Feb 14, 09 UPDATE: Peter Helfenstein has confirmed that a stand alone is in production. Read the comments section for details.
What irks me about big business is how they sometimes take GPL software, sometimes created by non-profit communities (let’s call it community software), and incorporate it into their product without regard for where the software originated and that community’s sensibilities and social contract.
This is what I feel has happened with the Collanos Phone, a product that I once believed to be a viable GPL replacement for Skype (I even recommended it to others) and the successor to WengoPhone. In fact, I think Collanos Phone was based on much of the same code as was WengoPhone, although the Collanos forum is vague about the exact providence stating, “Collanos Phone is based on many pre-existing open-source components and governed under the General Public License (GPL)”. True, Wengo might not qualify as a “software community” but I understand the code upon which WengoPhone was based was and continues to be community driven (ie., the libgaim library from Pidgin, previously known as Gaim).
If you haven’t clued in yet, Collanos has effectively cancelled the stand alone Collanos Phone. The download page now only mentions, “Collanos Workplace … now includes Collanos Phone”. The first of this that should have sounded bells off is a Dec. 16, 08 email I received from Peter Helfenstein and Franco Dal Molin mentioning the extension of Workplace’s capability to that of video and audio based telephony. It didn’t mention the killing off of the softphone project, but that’s public relations for you. You can “read into” this change-over on Helfenstein’s blog entry from January 28, 09 entitled “Team – It’s Time to Talk“.
Don’t get me wrong, Collanos can drop the phone at any time, and they have all the right to do so. But what irks me is that they’ve incorporated the phone into their Workplace software that is not GPL and how the informal tit for tat social contract has been ignored (see below). Thus, if I want to continue to use their GPL’d tweaked code, I’m forced to use their closed source/proprietary Workplace software. What makes this seem even more crude and questionable is that –and I believe I followed most pertinent forum announcements and postings– is that there was never mention of consolidating the two programs. In fact, everything leads “me” to believe that the Phone was to remain just that, a stand alone Phone, what with forum moderators or tech help announcing that Mac specific problems were going to be solved come the stable release, and how close they were to this (in 2008).
The alluded to stable stand alone Collanos Phone release never came, and the associated forum postings seem to have been eliminated. Instead, the GPL’d phone was consolidated into the closed source Workplace. This melding of GPL and closed source software goes entirely against the spirit of the GPL, and happens thanks to legal wrangling around loop-holes.
Maybe they should have their software (do I sound outraged?), considering, that the Mac Tiger version of Workplace 1.4 (still) doesn’t have telephony working, “NOTE: On Mac OS X 10.4.x “Tiger” Collanos Phone (VoIP Features) isn’t working”. Shameful.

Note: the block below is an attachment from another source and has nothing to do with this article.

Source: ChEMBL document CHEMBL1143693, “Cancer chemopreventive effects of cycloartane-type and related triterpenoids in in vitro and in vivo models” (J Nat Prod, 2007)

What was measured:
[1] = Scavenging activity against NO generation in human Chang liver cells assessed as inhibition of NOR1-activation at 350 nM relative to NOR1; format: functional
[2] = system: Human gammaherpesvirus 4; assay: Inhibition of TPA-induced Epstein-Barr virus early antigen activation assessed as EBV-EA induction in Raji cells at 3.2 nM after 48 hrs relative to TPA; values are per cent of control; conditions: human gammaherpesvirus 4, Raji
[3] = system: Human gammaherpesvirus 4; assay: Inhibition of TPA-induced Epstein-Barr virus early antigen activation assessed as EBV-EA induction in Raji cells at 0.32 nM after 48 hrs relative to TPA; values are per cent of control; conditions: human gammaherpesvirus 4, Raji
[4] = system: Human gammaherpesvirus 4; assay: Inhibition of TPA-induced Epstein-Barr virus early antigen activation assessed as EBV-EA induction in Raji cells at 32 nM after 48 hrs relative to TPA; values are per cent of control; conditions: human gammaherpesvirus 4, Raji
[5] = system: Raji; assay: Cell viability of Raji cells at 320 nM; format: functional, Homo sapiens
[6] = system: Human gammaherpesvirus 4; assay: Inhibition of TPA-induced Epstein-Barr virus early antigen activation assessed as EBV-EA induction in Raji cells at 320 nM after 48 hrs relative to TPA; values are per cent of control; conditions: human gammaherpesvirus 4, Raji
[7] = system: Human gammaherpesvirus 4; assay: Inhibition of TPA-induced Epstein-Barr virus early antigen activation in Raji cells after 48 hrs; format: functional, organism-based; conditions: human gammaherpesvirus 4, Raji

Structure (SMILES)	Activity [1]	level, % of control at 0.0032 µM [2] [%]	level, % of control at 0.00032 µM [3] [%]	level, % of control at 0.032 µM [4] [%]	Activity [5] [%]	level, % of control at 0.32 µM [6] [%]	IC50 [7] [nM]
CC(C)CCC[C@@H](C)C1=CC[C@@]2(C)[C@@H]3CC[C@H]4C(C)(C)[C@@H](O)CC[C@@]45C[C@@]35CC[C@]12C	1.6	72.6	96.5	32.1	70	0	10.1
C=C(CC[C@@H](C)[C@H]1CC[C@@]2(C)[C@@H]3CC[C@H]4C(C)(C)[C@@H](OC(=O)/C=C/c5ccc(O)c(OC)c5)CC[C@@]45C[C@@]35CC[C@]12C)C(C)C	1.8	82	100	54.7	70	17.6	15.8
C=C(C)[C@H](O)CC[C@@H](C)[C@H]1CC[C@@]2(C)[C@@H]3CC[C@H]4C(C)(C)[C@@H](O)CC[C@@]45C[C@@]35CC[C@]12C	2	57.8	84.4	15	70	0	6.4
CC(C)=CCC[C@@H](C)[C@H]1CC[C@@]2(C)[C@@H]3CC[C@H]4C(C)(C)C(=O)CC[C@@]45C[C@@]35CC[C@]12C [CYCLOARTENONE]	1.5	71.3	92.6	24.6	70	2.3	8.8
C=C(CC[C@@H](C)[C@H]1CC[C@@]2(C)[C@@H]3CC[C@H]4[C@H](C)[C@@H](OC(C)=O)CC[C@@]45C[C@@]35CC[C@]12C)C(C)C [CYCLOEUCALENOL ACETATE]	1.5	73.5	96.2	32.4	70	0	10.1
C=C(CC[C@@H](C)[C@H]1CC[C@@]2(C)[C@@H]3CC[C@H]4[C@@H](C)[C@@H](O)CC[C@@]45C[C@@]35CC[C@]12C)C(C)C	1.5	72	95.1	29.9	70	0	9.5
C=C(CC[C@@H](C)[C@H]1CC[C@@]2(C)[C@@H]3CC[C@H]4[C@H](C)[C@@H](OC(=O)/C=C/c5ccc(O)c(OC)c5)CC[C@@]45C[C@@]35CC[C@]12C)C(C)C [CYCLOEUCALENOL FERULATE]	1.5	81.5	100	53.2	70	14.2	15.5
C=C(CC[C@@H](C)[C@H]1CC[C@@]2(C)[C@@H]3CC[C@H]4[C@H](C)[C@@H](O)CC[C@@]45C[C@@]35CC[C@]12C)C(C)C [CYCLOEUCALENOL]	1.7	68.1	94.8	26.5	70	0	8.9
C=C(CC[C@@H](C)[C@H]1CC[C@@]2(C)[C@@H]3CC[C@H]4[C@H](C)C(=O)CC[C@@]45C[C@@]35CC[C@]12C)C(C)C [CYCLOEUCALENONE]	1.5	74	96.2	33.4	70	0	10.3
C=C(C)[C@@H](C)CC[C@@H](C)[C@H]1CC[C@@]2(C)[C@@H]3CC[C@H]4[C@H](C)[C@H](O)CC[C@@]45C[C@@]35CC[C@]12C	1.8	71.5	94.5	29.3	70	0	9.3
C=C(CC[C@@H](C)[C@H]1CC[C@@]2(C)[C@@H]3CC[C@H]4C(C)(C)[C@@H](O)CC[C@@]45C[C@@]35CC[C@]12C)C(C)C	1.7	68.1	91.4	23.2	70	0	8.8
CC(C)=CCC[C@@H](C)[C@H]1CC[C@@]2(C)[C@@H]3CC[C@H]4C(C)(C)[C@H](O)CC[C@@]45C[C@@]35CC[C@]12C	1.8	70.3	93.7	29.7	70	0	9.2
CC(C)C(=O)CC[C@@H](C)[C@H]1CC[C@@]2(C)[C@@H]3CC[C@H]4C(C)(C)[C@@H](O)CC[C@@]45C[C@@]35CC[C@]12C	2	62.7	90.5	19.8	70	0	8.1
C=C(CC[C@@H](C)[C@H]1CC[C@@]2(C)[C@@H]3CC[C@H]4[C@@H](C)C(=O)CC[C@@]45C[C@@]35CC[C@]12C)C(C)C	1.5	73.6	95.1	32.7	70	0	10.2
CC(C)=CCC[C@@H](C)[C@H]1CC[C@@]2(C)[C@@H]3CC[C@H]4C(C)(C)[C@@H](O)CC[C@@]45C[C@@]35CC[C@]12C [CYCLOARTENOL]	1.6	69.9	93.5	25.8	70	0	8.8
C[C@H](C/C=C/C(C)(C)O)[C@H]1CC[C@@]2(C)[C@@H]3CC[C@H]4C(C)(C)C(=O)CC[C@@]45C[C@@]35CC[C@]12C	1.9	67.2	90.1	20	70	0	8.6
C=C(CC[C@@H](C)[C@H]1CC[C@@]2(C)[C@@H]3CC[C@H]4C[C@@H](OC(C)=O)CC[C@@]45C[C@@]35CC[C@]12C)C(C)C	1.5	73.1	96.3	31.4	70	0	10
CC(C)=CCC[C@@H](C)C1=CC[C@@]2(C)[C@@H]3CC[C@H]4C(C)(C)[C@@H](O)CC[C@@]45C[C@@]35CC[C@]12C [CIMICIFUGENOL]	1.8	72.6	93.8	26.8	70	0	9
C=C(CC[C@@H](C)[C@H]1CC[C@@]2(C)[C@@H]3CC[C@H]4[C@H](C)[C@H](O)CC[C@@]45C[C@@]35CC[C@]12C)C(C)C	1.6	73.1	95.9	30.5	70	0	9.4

The GPL obligates the availability of the source code and thus –CollanosPhone being GPL licensed– this is an obligation, with which one could try to build releases. To compare Wengo with Collanos … Wengo made their phone product source (and binaries if I recall) available from openwengo.org long after their project was cancelled. Since then, QuteCom has taken this duty over. (More on this further down.) If the CollanosPhone source is publicly accessible, where is there mention of it? What about basic manners? or reciprocal action, “You scratch my back; I’ll scratch yours”, which translates to “You work for us for free trying our alpha and beta softphone and report on bugs and in exchange we’ll stabilise it and release it for you to use?”.
Code changes may have been rendered back up stream, but at first glance it looks as if they’ve incorporated GPL software without giving back, at least one can’t tell due to the lack of any mention on their webpage. I haven’t checked a beta README but I feel it will not be revealing. Let’s check right now. To put it in American speak … Nope, there ain’t no README, just a INSTALL INSTRUCTIONS.txt that concerns dragging the app over to the Applications directory for installation.
There are other FLOSS alternatives and they seem to be getting numerous. Unfortunately most do not target the OS X platform. I’ll try to list them in a later article. But there are two that deserve mentioning. First QuteCom has taken over the WengoPhone code (as already noted). An OS X port is being worked on, although there has yet to be a build that actually starts on my Tiger install. (They’re probably Leopard only binaries. Oh come on OS X developers! Get on the ball for … sakes!)
SIP Communicator which is nearing a stable release despite still being labelled alpha. You can get nightly releases. I’m already using one as my standard IM client. I haven’t tried its telephony capability but it’s going to support both SIP and IAX, from the looks of things, and even going to be able to call google’s softphone (which uses a deprecated implementation of IAX). It’s also Java based so it offers cross-platform interoperability, meaning you can initiate and receive calls from Windows, Gnu-Linux, or OS X users in any series of combinations.The other worthy of mention is
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